• By 2022, more than 15 prominent brands had left the market, including Universal Rubber Company Ltd, Mother’s Pride Ventures Ltd, and Errand Products Ltd.

  • in 2023,a further 10 major multinational corporations depart, including Equinor Nigeria Ltd, GlaxoSmithKline Nigeria Plc, and Bolt Food & Jumia Food Nigeria.

  • Already in the first half of 2024, five major companies, such as Microsoft, Diageo PLC, PZ Cussons PLC, and Kimberly-Clerk, have left.


Nigeria's low position of 146 on the yearly Sustainable Development Goals Index ranking calls for a re-evaluation of the country's approach to meeting the targets of the 2030 Agenda for Sustainable Development, adopted by all United Nations Member States in 2015. This also calls for the repositioning of Nigeria for well-targeted collaboration with organizations already operating within its jurisdiction, particularly global brands with a track record in sustainability innovations and efforts toward a climate change-informed business operation model.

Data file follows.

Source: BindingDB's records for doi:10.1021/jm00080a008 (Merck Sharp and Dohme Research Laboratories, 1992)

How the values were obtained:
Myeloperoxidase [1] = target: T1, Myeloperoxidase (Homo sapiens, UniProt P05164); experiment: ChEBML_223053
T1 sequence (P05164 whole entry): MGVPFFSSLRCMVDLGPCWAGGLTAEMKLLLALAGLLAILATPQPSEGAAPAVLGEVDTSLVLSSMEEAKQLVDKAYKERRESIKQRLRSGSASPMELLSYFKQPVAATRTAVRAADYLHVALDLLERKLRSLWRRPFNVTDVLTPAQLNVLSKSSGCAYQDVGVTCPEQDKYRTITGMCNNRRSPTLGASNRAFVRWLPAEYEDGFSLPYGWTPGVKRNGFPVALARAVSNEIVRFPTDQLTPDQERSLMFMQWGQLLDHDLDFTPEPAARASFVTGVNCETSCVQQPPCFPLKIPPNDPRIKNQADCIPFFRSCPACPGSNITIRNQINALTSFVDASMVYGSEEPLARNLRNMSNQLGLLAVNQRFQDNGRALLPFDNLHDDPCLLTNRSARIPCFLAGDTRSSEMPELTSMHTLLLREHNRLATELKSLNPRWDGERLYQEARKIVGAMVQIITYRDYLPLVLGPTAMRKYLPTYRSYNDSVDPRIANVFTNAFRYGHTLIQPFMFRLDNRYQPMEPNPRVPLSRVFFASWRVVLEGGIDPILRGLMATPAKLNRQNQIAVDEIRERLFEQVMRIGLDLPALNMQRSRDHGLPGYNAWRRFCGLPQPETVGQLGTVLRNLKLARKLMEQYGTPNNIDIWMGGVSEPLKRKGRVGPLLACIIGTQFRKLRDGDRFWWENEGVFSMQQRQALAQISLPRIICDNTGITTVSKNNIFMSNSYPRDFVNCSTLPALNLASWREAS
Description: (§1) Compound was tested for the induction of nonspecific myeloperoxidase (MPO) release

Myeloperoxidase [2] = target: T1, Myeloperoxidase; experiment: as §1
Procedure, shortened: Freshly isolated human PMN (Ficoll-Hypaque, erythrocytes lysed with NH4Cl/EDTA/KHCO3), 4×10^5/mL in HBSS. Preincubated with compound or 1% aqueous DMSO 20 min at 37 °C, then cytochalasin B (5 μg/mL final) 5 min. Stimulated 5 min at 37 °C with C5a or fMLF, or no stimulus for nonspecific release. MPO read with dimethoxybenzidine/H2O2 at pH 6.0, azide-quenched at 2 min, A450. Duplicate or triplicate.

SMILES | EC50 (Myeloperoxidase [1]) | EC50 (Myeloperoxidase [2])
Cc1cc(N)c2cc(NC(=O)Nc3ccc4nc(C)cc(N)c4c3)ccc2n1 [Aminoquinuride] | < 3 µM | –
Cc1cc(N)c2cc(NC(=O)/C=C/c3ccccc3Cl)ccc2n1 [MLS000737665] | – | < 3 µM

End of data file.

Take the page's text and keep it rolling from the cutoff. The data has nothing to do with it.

It is a no-brainer that the huge job losses resulting from the impact of 16 multinationals exiting Nigeria in 3 years will have long-term effects, including costing Nigeria's economy 94 trillion Naira in five years.


The mass exodus could mean expanded operation opportunities for local manufacturers, the risk of high rise in counterfeits or substandrad products and a report on the Nigerian Economic Summit Group (NESG) website stated that "Nigeria’s foreign investment inflows rose sharply to US$3.4 billion in 2024Q1 from US$1.1 billion both in 2023Q1 and 2023Q4".


However, the type of investment and the eventual translation to the well-being of citizens plus the feasibility of doing business in Nigeria comes with more questions than answers.

Hence, there is an arduous task before the government at all levels to make the business environment conducive to long-term investments such as FDI. Doing this would also end the exit of multinational firms from the country.

However, the presence of a global brands like Kimberly-Clark may have given Nigerians a better "insider' experience of the processes, lessons and partnerships towards the sustainability journey from the operations within Nigeria's jurisdiction and translated some benefits for the local context.


An approach that could be cost-effective at building partnerships with other local brands who are mainly small and medium-scale businesses; making a bulk of its private sector compared to looking for such partnership opportunities with companies that operate abroad.